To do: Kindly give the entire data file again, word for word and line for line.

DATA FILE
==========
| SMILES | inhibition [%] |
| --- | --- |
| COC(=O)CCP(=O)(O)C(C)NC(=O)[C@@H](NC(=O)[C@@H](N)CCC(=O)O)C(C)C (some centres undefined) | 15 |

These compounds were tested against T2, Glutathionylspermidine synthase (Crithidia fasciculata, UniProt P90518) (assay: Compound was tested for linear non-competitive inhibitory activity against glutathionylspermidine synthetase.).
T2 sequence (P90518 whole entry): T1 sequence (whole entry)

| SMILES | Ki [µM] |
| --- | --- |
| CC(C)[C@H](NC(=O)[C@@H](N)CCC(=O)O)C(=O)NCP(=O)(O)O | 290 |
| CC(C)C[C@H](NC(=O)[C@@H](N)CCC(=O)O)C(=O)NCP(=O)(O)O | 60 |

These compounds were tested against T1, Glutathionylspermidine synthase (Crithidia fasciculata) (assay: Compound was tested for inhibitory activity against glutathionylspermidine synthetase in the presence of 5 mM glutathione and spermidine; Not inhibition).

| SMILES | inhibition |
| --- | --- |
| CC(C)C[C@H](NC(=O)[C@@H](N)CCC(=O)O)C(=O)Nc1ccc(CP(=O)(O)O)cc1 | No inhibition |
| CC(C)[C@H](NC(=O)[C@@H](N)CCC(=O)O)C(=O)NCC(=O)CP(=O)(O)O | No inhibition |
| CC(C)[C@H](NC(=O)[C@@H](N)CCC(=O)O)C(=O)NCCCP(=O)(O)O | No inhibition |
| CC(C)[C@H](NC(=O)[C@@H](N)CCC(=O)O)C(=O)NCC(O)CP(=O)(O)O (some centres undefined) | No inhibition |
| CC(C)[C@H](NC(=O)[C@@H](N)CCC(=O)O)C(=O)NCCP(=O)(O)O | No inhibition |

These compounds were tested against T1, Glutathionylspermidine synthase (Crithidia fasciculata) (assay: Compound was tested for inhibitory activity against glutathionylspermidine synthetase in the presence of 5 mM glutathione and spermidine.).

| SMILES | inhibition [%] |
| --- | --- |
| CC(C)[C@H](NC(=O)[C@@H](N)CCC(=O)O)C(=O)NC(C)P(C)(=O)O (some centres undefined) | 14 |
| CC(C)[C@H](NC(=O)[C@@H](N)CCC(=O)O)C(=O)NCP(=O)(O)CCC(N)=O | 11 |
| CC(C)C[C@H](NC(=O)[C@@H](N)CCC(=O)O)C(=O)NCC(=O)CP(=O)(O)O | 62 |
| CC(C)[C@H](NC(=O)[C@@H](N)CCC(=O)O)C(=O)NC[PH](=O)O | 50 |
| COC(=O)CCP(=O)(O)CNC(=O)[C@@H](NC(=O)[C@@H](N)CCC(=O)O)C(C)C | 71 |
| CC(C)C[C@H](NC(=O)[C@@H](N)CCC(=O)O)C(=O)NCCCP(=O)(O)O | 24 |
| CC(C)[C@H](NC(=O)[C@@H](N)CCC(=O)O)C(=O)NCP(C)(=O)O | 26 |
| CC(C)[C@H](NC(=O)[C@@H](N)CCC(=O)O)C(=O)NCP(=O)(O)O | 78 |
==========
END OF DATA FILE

| SMILES | inhibition [%] |
| --- | --- |
| COC(=O)CCP(=O)(O)C(C)NC(=O)[C@@H](NC(=O)[C@@H](N)CCC(=O)O)C(C)C (some centres undefined) | 15 |

These compounds were tested against T2, Glutathionylspermidine synthase (Crithidia fasciculata, UniProt P90518) (assay: Compound was tested for linear non-competitive inhibitory activity against glutathionylspermidine synthetase.).
T2 sequence (P90518 whole entry): T1 sequence (whole entry)

| SMILES | Ki [µM] |
| --- | --- |
| CC(C)[C@H](NC(=O)[C@@H](N)CCC(=O)O)C(=O)NCP(=O)(O)O | 290 |
| CC(C)C[C@H](NC(=O)[C@@H](N)CCC(=O)O)C(=O)NCP(=O)(O)O | 60 |

These compounds were tested against T1, Glutathionylspermidine synthase (Crithidia fasciculata) (assay: Compound was tested for inhibitory activity against glutathionylspermidine synthetase in the presence of 5 mM glutathione and spermidine; Not inhibition).

| SMILES | inhibition |
| --- | --- |
| CC(C)C[C@H](NC(=O)[C@@H](N)CCC(=O)O)C(=O)Nc1ccc(CP(=O)(O)O)cc1 | No inhibition |
| CC(C)[C@H](NC(=O)[C@@H](N)CCC(=O)O)C(=O)NCC(=O)CP(=O)(O)O | No inhibition |
| CC(C)[C@H](NC(=O)[C@@H](N)CCC(=O)O)C(=O)NCCCP(=O)(O)O | No inhibition |
| CC(C)[C@H](NC(=O)[C@@H](N)CCC(=O)O)C(=O)NCC(O)CP(=O)(O)O (some centres undefined) | No inhibition |
| CC(C)[C@H](NC(=O)[C@@H](N)CCC(=O)O)C(=O)NCCP(=O)(O)O | No inhibition |

These compounds were tested against T1, Glutathionylspermidine synthase (Crithidia fasciculata) (assay: Compound was tested for inhibitory activity against glutathionylspermidine synthetase in the presence of 5 mM glutathione and spermidine.).

| SMILES | inhibition [%] |
| --- | --- |
| CC(C)[C@H](NC(=O)[C@@H](N)CCC(=O)O)C(=O)NC(C)P(C)(=O)O (some centres undefined) | 14 |
| CC(C)[C@H](NC(=O)[C@@H](N)CCC(=O)O)C(=O)NCP(=O)(O)CCC(N)=O | 11 |
| CC(C)C[C@H](NC(=O)[C@@H](N)CCC(=O)O)C(=O)NCC(=O)CP(=O)(O)O | 62 |
| CC(C)[C@H](NC(=O)[C@@H](N)CCC(=O)O)C(=O)NC[PH](=O)O | 50 |
| COC(=O)CCP(=O)(O)CNC(=O)[C@@H](NC(=O)[C@@H](N)CCC(=O)O)C(C)C | 71 |
| CC(C)C[C@H](NC(=O)[C@@H](N)CCC(=O)O)C(=O)NCCCP(=O)(O)O | 24 |
| CC(C)[C@H](NC(=O)[C@@H](N)CCC(=O)O)C(=O)NCP(C)(=O)O | 26 |
| CC(C)[C@H](NC(=O)[C@@H](N)CCC(=O)O)C(=O)NCP(=O)(O)O | 78 |